November 19, 2012

Existing in the Natural World First

           This article blew my mind, particularly in the brief discussion on Keller's blindness. While the comparison between Burke and Keller is both impressive and beneficial to our understanding of various rhetorical theories, it is Keller's inability to see or hear that I want to stay focused on. In Catalina's post (just a few posts down from this one), she discusses how some people are "quall" and see all colors for their opposites. They see a blue firetruck, but call it red because that is what society calls it. When thinking of this dilemma after all the theories we have read this year, we immediately see how words are little more than symbols chosen by man, and there is no right or wrong word for any word, just one that has been agreed upon.
           Enter Helen Keller. Although this article is focused on her rhetorical theory and not her inability to hear or see, it is quite beneficial to think about how these things have aided her in her ability to see relationships between the individual and the world more clearly. While so many people are stuck in the physical world, where words are understood as being the right words instead of merely words that are agreed upon, Keller lives in her own world that is free of these superficial constructions of reality. The article quotes Keller saying, "Very few people open fresh, fearless eyes upon the world they live in. They do not look at anything straight. They have not learned to use their eyes, except in the most rudimentary ways" (George, Page 341).
How ironic it is that someone without the ability to open their eyes is critiquing the way human beings cannot see things clearly. Keller is able to make this comment because she lives in the world of ideas, of nature, of existence devoid of manipulation. Keller wasn't taught how to be a genius by Anne Sullivan Macy, she was taught how to communicate. Could it be that living in her own world of nature allowed her to see meaning behind the world more clearly? Absolutely. Because Keller was able to remain in such a pure state, she did not succumb to materialism  and was not easily fooled by persuasive speech. Because she existed in the natural and communicated with the material world, she could easily see ways in which people used the material to represent the natural, bending true meaning to their own cause or advantage.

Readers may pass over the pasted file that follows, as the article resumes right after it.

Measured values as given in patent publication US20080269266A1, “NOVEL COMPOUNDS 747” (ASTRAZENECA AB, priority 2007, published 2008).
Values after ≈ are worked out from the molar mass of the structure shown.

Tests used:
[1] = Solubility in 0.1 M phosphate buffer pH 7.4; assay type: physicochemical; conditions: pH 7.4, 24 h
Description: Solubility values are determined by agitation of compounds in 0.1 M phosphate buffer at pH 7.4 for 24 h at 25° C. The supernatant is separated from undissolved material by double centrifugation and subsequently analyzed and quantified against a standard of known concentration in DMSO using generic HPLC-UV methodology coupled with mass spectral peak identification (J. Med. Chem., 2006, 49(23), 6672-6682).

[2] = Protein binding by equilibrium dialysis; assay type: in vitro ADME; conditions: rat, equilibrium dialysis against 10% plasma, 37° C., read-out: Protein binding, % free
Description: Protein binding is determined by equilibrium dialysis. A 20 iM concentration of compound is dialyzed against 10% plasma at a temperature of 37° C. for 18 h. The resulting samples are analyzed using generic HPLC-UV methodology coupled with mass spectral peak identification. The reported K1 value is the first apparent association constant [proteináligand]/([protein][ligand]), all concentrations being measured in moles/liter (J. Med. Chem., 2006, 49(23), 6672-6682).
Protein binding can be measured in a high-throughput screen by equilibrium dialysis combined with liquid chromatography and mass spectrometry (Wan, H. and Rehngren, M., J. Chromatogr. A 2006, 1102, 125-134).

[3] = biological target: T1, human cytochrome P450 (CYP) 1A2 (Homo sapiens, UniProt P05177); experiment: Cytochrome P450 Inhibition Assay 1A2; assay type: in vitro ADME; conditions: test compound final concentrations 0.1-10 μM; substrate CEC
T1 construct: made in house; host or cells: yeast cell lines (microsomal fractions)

I think we must try and exist in the natural world as much as possible. Instead of existing in the material world first, and thinking about the meaning behind things/representation second, we should reverse this order, much as it is reversed for Keller. We must see past the physical, because the physical is a superficial layer that is based off of representations and symbols. As Plato said, all truth and knowledge lies in the noumenal world. Helen Keller exists in the noumenal world, giving her a keen understanding of the relationship between man, usage of symbols, and society. 

1 comment:

Nicole Lynn said...

I do love the way in which you describe Keller having a keener understanding than others the relationship between symbols, man, and society, I don't completely agree with the purity you give her due to her blindness. Yes in ways that has given her a rhetorical advantage for she is able to look beyond what others are not, but at the same time she is a product of language just as we are. People are heavily influenced by the language they use and learn throughout their life and they learn of many experiences in the past or even present through language and the way they think of these situations will hence be influenced from it. Thus Keller may be able to recognize things more easily but she is not completely separated from the influences of language on our society or culture.

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